Since the paper is often filled with mineral strips and are abrasive, and, thus, the width of the nip in the circumferential direction of the roller may have local shifts of the paper sheet with respect to the perimeter, it may be a good idea to coat the roller mantle on the outer perimeter with a wear-reducing material, for example, a hard-metal coating. This type of coating also has the function of increasing the coefficient of friction between the roller mantle and the paper or other sheet material in order to transfer greater circumferential forces to the roll without increasing the contact pressure.
The figures show one sample design of the invention.
FIGS. 1 and 2 show winding devices schematically in a cross-section running perpendicular to the axis of the rollers;
FIG. 3 shows a longitudinal cross-section through one end of the roller used as support, backing or driven roller;
FIG. 4 illustrates the deformation effect produced by the invention as the wound paper roll is supported by the compliant roller (greatly exaggerated).
In FIG. 1, we see a support roller roll-device 20 that is used to roll up a paper sheet 1 onto a roll 2. The product sheet 1 is being moved forward under a certain longitudinal sheet tension and is diverted downward by means of a diverter, or guide, roller 3 according to FIG. 1. It rolls from below around driven support roller 4 with horizontal axis, next to which another support roller 5 of the same design, likewise with horizontal axis, is positioned at the same height and with little separation. The roll being wound 2 contacts the support rollers 4, 5 at points 6 and 7 with a nip pressure 8 that is obtained from the weight of the roll and the contact pressure 9 of a driven roller 11 that is located above the support rollers 4, 5 and symmetrically to them and stands under the force of one piston/cylinder unit 12. The driven roller 11 serves to guide the quickly revolving roll and to ensure a uniform formation of said roll.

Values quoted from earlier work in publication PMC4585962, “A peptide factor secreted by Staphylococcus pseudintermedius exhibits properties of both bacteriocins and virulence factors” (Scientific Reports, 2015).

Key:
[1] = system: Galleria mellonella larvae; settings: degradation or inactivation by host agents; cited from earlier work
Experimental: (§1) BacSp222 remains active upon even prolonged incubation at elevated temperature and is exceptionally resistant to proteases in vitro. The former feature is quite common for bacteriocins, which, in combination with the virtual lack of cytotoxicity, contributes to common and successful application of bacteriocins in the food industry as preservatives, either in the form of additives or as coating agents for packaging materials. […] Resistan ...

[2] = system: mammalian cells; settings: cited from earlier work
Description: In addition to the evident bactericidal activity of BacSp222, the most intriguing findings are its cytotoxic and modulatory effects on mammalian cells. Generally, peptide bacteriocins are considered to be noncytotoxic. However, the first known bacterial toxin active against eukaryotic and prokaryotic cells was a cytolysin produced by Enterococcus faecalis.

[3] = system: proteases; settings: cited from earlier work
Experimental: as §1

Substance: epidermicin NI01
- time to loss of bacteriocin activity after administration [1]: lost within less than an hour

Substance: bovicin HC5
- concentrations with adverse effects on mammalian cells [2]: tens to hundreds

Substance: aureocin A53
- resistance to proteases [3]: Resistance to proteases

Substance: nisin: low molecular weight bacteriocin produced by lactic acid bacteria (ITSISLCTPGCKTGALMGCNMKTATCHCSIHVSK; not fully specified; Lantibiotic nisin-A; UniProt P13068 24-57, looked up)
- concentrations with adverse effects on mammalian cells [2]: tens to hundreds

FIG. 2 shows a support roller winding device where the product sheet 1 is being rolled up into a roll 2 that is not in contact with support rollers but rather is seated on a shaft on pivot arms 13 that stand essentially upright and are pivot-mounted at the bottom at point 14. Due to piston/cylinder units 15 articulated with the pivot arms 13, the roll 2 is pulled against a support roller 16 fixed in position at about the same height. A nip pressure 17 is produced. The paper sheet 1 moves from above via diverter rollers 18, 19 onto the support roller 16 and, after passing of the nips, is rolled onto the roll 2.